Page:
I remembered the mountains today in 8th period. We're studying personal finance right now. Calculating interest rates on car payments and imagining up all kinds of wild and crazy scenarios for employment. Today we were trying to balance the budget of an imaginary classmate who worked at Kennywood and lived in Etna. One girl claimed it was possible to take the PAT bus...she had done it. I believed her. She's one of several children of infamous parents in our district. They run wild, and I could totally hear her mother's gravely voice telling her to go on, get out, while shoving a twenty into her palm.

Others suggested walking since even a monthly bus pass was stretching our budget. A car payment had already been ruled out, with cell phones with a data plan taking priority.

Maybe a bike, someone guessed.

Have you ever ridden on route 837, I asked them? Let's add in a better medical insurance plan.

You couldn't walk there, they said. Too far. Not possible.

Oh, it's possible, I told them, I once walked from Georgia to Maine. And for a moment I went there, to the place where my legs are strong and the weight of my pack makes me feel comfortably grounded to the earth. I saw the mountains stretching out a thousand miles in front of me, and a thousand miles behind.

I remembered what it was like to have all the time in the world.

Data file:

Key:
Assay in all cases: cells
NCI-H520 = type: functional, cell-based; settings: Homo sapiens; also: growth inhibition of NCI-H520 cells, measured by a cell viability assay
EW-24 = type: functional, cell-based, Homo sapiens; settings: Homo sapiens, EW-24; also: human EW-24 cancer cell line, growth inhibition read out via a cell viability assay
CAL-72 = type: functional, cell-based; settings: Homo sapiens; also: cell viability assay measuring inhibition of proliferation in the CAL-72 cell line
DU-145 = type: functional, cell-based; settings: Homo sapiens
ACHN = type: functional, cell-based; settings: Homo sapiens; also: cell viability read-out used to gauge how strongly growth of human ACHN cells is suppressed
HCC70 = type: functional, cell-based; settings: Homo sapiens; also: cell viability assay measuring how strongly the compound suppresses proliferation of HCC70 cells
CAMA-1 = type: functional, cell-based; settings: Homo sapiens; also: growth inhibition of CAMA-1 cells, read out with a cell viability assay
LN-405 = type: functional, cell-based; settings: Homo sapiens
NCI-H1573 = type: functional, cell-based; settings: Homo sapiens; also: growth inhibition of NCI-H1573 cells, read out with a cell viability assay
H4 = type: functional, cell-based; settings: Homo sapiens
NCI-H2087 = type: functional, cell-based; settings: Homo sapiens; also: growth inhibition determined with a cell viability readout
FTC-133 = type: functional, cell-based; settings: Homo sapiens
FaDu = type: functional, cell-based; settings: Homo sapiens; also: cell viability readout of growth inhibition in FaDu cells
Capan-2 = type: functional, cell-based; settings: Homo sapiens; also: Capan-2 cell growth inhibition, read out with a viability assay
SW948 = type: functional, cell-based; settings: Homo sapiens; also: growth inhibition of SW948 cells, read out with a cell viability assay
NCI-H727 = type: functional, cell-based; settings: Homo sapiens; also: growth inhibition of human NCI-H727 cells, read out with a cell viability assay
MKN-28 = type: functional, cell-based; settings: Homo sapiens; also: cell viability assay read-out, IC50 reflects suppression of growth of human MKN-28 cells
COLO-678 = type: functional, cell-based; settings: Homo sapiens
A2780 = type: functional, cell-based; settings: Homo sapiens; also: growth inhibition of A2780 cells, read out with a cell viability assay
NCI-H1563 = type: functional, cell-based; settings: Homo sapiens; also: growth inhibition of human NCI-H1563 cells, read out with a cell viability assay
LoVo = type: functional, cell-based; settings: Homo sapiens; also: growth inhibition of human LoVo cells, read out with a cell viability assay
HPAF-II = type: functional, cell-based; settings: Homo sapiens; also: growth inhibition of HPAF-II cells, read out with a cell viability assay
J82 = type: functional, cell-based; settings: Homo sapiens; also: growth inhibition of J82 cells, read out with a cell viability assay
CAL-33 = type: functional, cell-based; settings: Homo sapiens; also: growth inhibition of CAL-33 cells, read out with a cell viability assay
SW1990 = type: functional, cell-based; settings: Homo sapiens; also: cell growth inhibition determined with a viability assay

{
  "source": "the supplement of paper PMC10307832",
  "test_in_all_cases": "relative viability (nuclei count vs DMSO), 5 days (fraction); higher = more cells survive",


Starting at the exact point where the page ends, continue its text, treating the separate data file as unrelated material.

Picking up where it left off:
I just bought Laurel a pair of boots. I'm the kind of parent that doesn't plan ahead too well. For instance, I waited until the day it actually snowed, with temperatures plunging into the teens before I actually went out and shopped for winter clothes for Laurel. Pickings were slim at the Target, since they already had a display of bathing suits in the children's section. I don't know what's wrong with me. I mean, this is Pittsburgh. It's obviously going to snow and be very cold for months and months. And she walks almost a mile to daycare every day!

Anyway, I bought her some snow boots, which she absolutely loves. Yesterday we walked home from daycare. Wandered would be a better word for it, I suppose. With our boots on, we could happily slosh through the muddy melting snow in the park. We took a detour down one of the trails and watched a squirrel gather dried leaves and then stuff them into his little hole in a tree. Laurel talked to him. Hello, squirrel, she said, what are you doing? We saw the moon rise, and watched a lone bird fly towards the sunset. We stopped to admire some snowmen.

Walking is my meditation. I know who I am and what I care about when I'm on foot. I see and hear more. I feel good when I've done a lot of it. I wonder if Laurel will grow up with that idea firmly planted in her head, or if she will be like my students- like I was, and believe that 2 miles is a very far distance, 10 nearly impossible. Two thousand...unimaginable.

1 comment:

Unknown said...

Hi Katy,
I was just pondering........
Since we moved to TX we walk the dogs on the average, 5 nights per week, 2 miles per walk, 50 weeks per year for 14 years. That's about 7000 miles.
Uncle Joe